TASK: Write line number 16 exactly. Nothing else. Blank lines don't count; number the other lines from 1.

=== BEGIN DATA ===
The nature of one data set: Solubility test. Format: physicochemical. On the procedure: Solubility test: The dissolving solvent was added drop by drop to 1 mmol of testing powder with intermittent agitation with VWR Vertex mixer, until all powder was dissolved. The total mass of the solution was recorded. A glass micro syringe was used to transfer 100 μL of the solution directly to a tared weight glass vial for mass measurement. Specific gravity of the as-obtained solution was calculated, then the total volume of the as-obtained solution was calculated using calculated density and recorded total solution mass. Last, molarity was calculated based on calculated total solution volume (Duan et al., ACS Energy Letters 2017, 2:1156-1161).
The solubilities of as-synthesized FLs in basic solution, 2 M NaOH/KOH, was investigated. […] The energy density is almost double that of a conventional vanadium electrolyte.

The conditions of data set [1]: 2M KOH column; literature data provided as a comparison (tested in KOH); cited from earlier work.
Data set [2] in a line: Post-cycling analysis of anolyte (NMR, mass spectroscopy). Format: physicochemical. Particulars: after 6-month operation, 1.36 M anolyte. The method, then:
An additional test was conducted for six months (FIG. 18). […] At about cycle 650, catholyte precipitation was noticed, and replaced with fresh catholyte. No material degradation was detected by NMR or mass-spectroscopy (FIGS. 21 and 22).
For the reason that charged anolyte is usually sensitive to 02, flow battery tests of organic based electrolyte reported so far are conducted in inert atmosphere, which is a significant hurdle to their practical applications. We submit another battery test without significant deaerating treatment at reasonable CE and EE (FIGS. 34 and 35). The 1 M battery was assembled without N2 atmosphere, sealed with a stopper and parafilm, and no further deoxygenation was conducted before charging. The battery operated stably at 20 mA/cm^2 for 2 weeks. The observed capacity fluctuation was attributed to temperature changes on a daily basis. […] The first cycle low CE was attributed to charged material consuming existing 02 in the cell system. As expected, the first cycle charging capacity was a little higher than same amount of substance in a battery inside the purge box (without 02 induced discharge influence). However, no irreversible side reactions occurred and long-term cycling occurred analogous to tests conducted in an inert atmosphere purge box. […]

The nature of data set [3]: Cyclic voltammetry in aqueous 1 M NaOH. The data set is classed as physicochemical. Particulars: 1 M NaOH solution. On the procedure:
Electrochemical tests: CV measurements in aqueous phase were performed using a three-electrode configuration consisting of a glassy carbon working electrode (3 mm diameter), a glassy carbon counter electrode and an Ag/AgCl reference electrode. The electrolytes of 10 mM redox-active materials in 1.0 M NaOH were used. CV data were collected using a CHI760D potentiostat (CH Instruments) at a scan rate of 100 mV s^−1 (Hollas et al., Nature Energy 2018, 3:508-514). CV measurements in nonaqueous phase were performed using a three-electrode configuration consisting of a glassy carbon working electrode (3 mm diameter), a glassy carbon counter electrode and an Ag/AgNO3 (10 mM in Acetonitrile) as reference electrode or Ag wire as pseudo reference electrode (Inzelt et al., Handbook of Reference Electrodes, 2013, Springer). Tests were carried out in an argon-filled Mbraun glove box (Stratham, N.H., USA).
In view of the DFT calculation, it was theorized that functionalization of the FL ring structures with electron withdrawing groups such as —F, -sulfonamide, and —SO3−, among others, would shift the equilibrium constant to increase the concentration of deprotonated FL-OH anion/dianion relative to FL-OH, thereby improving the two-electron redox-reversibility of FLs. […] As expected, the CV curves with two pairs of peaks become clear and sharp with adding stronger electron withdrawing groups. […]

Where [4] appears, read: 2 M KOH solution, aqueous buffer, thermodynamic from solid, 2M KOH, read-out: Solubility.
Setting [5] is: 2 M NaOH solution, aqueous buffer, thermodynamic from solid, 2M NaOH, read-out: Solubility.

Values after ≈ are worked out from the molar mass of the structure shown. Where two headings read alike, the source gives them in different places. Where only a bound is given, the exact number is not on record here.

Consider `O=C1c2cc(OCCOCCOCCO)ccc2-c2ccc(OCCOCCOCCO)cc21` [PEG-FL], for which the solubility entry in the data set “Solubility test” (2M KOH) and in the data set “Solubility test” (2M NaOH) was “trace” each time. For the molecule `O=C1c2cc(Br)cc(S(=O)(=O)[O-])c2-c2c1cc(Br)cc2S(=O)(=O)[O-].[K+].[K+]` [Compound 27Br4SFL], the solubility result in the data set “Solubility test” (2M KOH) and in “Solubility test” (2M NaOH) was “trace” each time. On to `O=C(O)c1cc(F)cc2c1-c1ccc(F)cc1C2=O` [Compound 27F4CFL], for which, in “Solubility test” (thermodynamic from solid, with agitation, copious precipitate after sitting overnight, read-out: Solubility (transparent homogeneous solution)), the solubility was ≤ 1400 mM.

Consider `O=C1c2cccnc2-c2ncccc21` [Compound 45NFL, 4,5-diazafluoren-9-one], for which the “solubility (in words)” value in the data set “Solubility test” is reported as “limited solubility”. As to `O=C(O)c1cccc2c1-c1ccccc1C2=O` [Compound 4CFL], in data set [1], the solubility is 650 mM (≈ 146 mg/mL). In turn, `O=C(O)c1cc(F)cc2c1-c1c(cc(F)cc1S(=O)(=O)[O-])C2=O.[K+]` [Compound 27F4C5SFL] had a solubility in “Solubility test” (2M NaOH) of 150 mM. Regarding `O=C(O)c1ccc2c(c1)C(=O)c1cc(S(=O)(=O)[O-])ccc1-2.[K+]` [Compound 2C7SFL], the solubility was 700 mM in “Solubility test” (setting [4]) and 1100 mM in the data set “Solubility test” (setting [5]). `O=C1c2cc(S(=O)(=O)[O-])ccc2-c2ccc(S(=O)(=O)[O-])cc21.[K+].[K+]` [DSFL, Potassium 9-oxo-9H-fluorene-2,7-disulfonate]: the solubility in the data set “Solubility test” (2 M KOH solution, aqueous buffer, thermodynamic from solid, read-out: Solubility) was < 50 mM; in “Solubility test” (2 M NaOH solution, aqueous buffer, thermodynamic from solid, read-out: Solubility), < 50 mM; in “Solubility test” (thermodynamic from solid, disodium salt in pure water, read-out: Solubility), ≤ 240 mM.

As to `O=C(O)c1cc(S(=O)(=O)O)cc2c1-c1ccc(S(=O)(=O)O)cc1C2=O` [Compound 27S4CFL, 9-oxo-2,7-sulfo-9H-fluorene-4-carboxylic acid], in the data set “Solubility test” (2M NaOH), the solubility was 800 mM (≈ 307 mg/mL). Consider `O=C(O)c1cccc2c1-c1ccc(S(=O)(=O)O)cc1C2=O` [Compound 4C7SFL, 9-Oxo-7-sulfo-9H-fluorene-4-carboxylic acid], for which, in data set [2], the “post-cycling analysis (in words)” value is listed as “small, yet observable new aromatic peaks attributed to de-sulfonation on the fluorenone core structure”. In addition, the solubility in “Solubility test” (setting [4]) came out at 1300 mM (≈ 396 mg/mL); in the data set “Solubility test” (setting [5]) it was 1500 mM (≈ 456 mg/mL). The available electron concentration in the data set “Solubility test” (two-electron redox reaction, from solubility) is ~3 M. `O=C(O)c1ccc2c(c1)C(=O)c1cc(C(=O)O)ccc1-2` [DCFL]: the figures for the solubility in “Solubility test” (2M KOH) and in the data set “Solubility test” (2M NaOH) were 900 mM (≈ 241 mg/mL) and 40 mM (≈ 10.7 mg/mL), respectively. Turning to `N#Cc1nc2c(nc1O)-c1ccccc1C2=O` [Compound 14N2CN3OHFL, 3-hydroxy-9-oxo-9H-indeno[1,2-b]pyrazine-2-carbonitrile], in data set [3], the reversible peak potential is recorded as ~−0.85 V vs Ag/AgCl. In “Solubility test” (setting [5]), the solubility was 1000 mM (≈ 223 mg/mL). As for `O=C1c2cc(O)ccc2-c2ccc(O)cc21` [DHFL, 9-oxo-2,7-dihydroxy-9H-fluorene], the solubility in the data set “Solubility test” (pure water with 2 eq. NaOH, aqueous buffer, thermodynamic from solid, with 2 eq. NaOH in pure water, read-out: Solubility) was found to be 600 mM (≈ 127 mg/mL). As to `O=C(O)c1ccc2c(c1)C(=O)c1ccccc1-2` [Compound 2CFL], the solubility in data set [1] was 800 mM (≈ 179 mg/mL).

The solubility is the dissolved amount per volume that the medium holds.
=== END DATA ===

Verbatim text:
The solubility is the dissolved amount per volume that the medium holds.